Stop Feeling Bad About Low Views On Your Articles
Writing is an art form that takes time to master, don’t feel bad if you don’t achieve immediate success
Many of us writers often fall into the trap of thinking about how much time we spend blogging, writing, and freelancing. This kind of thinking inevitably ends up with us arriving at a $X amount per hour, and sometimes, that number can be discouraging.
Is it worth my time when I’m making below minimum wage with this?
Why did I spend all that time blogging this week when I could’ve made more money on that other project?
I fall into this same rabbit hole line of thinking myself sometimes, but there’s an easy way to climb out of it.
Things take time
When any of us start a new hobby to make money (or not), we can get easily frustrated after diving into it headfirst. That’s because the results don’t often come right away.
We as humans are trained to chase that dopamine rush that comes from a quick win. When we don’t get it, we sometimes give up.
But developing a new hobby, such as writing, takes time to excel at.
I challenge you to name a single artist that became famous with their first painting.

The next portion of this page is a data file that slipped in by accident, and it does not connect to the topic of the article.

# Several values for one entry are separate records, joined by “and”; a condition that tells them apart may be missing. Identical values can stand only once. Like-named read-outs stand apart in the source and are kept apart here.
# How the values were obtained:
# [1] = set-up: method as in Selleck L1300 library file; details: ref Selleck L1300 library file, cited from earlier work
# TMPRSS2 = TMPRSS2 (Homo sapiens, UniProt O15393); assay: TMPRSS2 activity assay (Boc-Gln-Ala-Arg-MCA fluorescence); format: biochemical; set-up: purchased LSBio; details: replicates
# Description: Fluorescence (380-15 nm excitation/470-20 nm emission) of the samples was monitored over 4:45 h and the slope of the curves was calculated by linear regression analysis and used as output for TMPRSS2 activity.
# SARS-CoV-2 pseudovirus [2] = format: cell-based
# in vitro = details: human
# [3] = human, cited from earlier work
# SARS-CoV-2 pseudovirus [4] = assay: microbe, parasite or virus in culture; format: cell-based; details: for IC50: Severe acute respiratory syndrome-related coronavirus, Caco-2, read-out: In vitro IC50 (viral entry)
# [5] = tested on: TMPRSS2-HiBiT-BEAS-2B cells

A single comedian that became famous on his first standup appearance.
A single sculptor that was hired to carve a museum statue with no portfolio.
These people don’t exist, because all of these art forms take years to become proficient in.
Looking at your writing in a different way
Whenever I look at that dopamine pumping stats page on Medium and don’t see the results I’m hoping for, I start falling back into that rabbit hole of self-doubt.
It’s a passing feeling though.
That’s because I force myself to think about each article and story that I write not as a one-and-done thing, but rather as a long term asset.
If you wrote a piece that only received a couple of views instead of the hundreds you were hoping for, don’t feel bad about yourself.
Because you learned something.
You learned about a new subject, a new thought, a new practice. You added something to the repertoire of your knowledge, even if it was only a tiny bit.
You also gave your craft more practice time.
If we follow that old mantra of ‘practice makes perfect’ then you took another step along that path to perfection! Feel proud of yourself for trudging along and look forward to the next step.
Imagine yourself one year from now, with 1,000 additional hours of writing under your belt. Do you think that you won’t be a better writer in that scenario? Of course, you’d improve by then!
That’s then the perfect time to revisit that piece that only had a few views. Unlist it, review it, rework it, and add the experience that you’ve gained to it.
Practice, improve, write more.
If you do these things consistently for a year, I guarantee the next time you post that piece you won’t only have 3 views.